Amidst the chaos of a workhike in which surprisingly little work happened on our behalves, and another couple pretrips occurring simultaneously, we somehow reached a mutual conclusion of a daytrip to the Coleman Glacier and swing some mildly heavy stuff into chunky frozen water. Logistics are discussed, some trips to mec are made, and levels of stoke skyrocket.
It is 3 am. Nobody purchased parking passes for the national forest. Will Smith shoots me(Heather McFadyen) a message that a) him and Seton Kriese are running late, and b) if I could purchase a pass. Unbeknownst to Will, I just moved and do not have a printer. One very chill border crossing later, we meet the other car at the ranger station, who also does not have a parking pass (or a portable printer). It’s 5:45 am and the ranger station (to buy passes) wouldn’t open until 8. Unwilling to let the early morning slip away from us, the other car drives off to get reception and purchase a pass, and both cars pass info are hastily written on paper and left on the dash for the mercy of gun-tootin’ burger-muchin’ trailhead-patrollin’ rangers.
After reevaluating our stoke levels, the approach hike is an easy uphill, fairly conversational until Will goes “oh yeah, did I forget to mention there are a couple creek crossings?”
I quite like my new boots, but their tread isn’t quite as sticky as I’m familiar with, and all of a sudden I’m refilling my face with water. Was the shininess and comfy fit worth it? Zach Lazatin lends me some handy poles and off we go.
We easily gain Heliotrope ridge within 2 hours of setting out.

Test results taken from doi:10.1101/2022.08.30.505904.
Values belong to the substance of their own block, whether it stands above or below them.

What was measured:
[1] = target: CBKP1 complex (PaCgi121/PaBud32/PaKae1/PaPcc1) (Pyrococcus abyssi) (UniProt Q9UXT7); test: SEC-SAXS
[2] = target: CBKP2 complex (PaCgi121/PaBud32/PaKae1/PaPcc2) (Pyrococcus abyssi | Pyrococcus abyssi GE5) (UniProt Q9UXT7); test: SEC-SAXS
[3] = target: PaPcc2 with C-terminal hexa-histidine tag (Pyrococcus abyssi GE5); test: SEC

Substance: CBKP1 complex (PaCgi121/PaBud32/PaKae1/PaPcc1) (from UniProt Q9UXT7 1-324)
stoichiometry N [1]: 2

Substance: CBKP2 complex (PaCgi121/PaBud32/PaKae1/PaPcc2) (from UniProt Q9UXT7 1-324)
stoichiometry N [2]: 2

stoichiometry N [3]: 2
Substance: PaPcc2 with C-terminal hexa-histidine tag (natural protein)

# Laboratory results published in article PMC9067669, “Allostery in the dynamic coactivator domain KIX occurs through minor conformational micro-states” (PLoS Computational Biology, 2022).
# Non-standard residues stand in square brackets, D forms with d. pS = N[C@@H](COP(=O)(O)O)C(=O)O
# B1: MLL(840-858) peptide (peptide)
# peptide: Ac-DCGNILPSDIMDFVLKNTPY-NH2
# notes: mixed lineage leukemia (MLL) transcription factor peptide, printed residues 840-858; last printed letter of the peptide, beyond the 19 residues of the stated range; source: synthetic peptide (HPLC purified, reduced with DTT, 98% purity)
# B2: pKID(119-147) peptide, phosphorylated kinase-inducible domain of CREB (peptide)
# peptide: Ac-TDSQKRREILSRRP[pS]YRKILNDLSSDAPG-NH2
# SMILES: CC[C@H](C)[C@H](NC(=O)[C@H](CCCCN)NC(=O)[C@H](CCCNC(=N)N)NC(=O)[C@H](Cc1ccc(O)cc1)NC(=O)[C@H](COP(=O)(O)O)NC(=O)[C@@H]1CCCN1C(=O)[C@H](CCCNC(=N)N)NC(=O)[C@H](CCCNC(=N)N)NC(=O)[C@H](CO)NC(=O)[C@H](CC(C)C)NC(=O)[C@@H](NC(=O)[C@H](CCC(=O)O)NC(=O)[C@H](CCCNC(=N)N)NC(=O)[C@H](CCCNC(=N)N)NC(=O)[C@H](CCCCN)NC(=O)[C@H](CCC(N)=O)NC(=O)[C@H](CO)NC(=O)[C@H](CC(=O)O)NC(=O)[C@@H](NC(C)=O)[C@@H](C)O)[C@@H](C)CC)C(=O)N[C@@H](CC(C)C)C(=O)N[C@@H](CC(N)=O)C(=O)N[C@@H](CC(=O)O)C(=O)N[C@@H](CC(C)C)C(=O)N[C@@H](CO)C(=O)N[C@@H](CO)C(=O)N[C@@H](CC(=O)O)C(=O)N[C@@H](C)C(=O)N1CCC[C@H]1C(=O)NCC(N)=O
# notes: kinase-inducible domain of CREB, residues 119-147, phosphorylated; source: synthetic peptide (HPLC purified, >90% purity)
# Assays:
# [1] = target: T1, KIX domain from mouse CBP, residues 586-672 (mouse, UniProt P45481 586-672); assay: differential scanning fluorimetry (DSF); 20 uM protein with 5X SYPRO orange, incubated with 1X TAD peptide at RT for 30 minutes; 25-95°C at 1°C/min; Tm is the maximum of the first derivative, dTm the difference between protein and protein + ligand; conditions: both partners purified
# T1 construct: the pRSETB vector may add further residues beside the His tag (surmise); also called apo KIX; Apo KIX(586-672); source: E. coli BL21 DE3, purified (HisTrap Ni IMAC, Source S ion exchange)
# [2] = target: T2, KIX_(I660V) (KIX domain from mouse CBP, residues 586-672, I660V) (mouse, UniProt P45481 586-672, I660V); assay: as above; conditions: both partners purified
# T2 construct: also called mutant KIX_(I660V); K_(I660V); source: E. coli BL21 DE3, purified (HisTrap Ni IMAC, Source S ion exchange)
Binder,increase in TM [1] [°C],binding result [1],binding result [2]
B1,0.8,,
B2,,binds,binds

Shirts are put back on, moraine is ever-lamented, and we find a trail to get down to the ice itself.
Intro to Ice Climbing 101 begins. No syllabus, no homework, no final, just stoke for dayz.
Seton goes off to set some anchors and show us how it’s done.
As the day goes on the ice gets somewhat mushy and jackets are worn less and less. The ice became sketchy and we considered heading out early because of a big scary cloud. Jacky pees with the gopro still recording.
A simulated crevasse rescue later, many questions discussed, and fuzzy peaches shared, we start to head out.
We wonder how many more years of global warming this glacier will take and how much ice once filled the valley. The joke goes: we’re the golden age for ice climbing; good equipment, and we still have ice!
Will goes back up for a misplaced ice screw, and I start solo up the trail to the ridge. … And wait… … and nobody comes up.An hour later I suppose they must have gone a different route, and have a pleasant trail run back down to the cars. *do not attempt a 5km trail run in new boots
We reconvene at the trailhead, where everyone was just discussing whether 20 minutes waiting on me would be case to go to the ranger station and report it. The food discussion is prompted, and we all agree on crossing the border before eating.
After google maps turned up no results for “sat juno”, we call Jacky and Zach back to find out they’d said “fat tuna”. Sushi is eaten in copious amounts, religion is debated in even more copious amounts, and the next outing is discussed.
Naturally there’s always something left behind in someone’s car. Sorry Seton.
seracs = climbed
ropes = explained
knots = discussed
food = eaten
feet = sore
stoke = ready to go again!!!!!